On my recent trips to Butte, I went to some cool museums, took fun tours, and ate delicious food. I also spent a lot of time just wandering around. The activities are fun for sure, but there is something very alluring about just wandering around a place, looking at things.
Butte has an air of dilapidated grandeur. Ornate Victorian mansions and elaborate brick buildings give testimony to the wealth and diversity that once passed through the streets. Peeling paint and boarded windows bear witness the present reality—a city of 30,000 built for a population three times as large.
Butte is a city with a future. A vibrant culture and famous festivals keep Butte bustling. But as I walked around I couldn’t help taking pictures of old falling apart things. Because Butte is a city with a past, too.
I was struck by the number of painted-on advertisements that the buildings had. Many businesses still sported these long-out-of-date billboards, a beautiful reminder of the city’s past.
Some of the old buildings have found new uses. The Copper King Mansion, once the home of Copper King W.A. Clark now serves as a bread-and-breakfast.
At the Jailhouse Coffee, baristas serve espresso in Butte’s first official jail and city hall.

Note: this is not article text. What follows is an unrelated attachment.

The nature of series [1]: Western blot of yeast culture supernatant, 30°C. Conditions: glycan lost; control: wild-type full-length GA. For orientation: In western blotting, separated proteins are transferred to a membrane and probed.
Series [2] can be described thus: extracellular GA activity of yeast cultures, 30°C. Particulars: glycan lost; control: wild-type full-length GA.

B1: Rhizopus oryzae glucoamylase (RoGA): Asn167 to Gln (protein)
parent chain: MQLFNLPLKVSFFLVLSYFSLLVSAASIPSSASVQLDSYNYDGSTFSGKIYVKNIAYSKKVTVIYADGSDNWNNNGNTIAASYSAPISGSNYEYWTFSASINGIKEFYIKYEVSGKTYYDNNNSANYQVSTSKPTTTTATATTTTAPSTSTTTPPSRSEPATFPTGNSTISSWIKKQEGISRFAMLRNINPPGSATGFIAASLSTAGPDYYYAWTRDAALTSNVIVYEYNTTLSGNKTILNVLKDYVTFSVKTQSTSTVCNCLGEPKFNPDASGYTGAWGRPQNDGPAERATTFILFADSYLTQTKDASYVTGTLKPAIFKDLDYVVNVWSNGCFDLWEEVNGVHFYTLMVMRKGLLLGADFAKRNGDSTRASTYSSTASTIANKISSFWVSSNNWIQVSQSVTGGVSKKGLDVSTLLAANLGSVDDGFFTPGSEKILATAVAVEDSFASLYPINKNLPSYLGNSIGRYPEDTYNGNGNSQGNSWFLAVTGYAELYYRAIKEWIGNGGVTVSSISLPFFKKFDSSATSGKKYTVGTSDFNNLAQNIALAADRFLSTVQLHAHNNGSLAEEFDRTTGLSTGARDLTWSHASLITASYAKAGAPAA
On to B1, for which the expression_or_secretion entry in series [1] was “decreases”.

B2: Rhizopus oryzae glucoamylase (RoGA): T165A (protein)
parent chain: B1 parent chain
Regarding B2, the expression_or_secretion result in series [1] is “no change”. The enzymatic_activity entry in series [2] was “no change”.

Others have served the same purpose ever since they were built. Built in 1903, the B’nai Israel Temple has served Butte’s Reformed Jewish population for over 100 years, making it the building in the longest continuous use for any congregation in the state.
Whatever their stories, the buildings in historic Uptown Butte serve as powerful ways to experience the past and present of the richest hill on earth.
Full Disclaimer: While I endorse wandering around without a plan, it did result in me walking 8 blocks from my parking spot to Park Street Pasties (up and down multiple hills). So I suggest that you carry with you a map of the area or, at the very least, a basic understanding of the intricacies of urban life–like how street addresses work.